I’ve spent the past few days working at pulling out the summer crop and setting up my garden boxes for the winter crop – or for laying fallow for the winter. While working with these boxes, I’ve come across a few surprises.
One was a fair number of tiny garlic plants. Some were just poking their heads up through the dirt; some were still curled up underground. All had small, onion-like bulbs and a few inches of green leaf making its way sunward. I’ve tossed these into the salad making supplies in the fridge. I have a plentiful supply of garlic cloves on hand already so I feel no need to try to nurture these to maturity.
Another surprise was a fair number of small potatoes. Some were not too much of a shock: I had potatoes in those boxes earlier in the year and must have missed a few very small potatoes when I harvested the box. These had now grown to 1½-by-3-inch spuds. BONUS! A few had rotted – blech!
The shocker was when I pulled out a box of pole beans. I raked the dead leaves and vine debris off the top of the dirt for composting and as I scratched the surface of the soft soil I rolled up a couple of small spuds. These were an inch or so long and were sitting just under the surface, buried by dead leaves. I grabbed my cultivator and began carefully pulling up the rich, dark humus and turning it over.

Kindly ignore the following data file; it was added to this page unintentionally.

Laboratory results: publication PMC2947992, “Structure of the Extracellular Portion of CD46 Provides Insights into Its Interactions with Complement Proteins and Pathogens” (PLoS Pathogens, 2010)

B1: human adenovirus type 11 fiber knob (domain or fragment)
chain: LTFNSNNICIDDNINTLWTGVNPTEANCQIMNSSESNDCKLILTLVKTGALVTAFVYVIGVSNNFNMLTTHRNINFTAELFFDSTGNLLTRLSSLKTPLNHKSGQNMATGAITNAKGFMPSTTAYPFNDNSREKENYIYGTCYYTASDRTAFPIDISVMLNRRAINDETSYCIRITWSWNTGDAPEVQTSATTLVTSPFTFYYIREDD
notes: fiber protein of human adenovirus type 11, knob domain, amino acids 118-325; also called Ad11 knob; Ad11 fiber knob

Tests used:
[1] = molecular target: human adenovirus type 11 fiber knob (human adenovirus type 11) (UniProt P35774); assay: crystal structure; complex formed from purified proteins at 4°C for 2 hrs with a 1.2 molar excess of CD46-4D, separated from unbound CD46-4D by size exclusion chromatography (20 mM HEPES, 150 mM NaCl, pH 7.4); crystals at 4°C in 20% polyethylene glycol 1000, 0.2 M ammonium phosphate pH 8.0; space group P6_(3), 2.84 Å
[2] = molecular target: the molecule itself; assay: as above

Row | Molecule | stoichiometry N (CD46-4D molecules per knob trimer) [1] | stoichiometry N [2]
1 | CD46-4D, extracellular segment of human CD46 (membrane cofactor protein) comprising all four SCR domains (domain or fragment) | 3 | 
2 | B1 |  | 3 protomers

Working carefully I discovered another dozen or so taterlets, each between ¾ inches and 1½ inches in diameter. What was amazing to me about this is that there have not been potatoes planted in this box since LAST summer. Is it possible that some tiny lil potatoes were missed – or possibly just potato roots – in the fall of 2012, wintered there and over the course of the summer and early fall grew into these tubers without the aid of potato plant greenery? Must be, because the proof is in the spudding.
The 3-inch-plus spuds from my collection have been set aside for baking tonight. Marie will stop off and pick-up some fish to go with them and we’ll add a small head of broccoli. And we still have a bit of watermelon in the fridge for desert.
The rest got cut into ½-inch pieces (I’d call them cubes except none are actually cubes – more like pyramids and quarter-rounds), boiled them and they are spread on a cookie sheet in the freezer now. As soon as they are solid I’ll bag them up and put them back in the freezer for use as Southern fried potatoes or in soup and stews this fall.
Have you turned up any bonus crops this fall?
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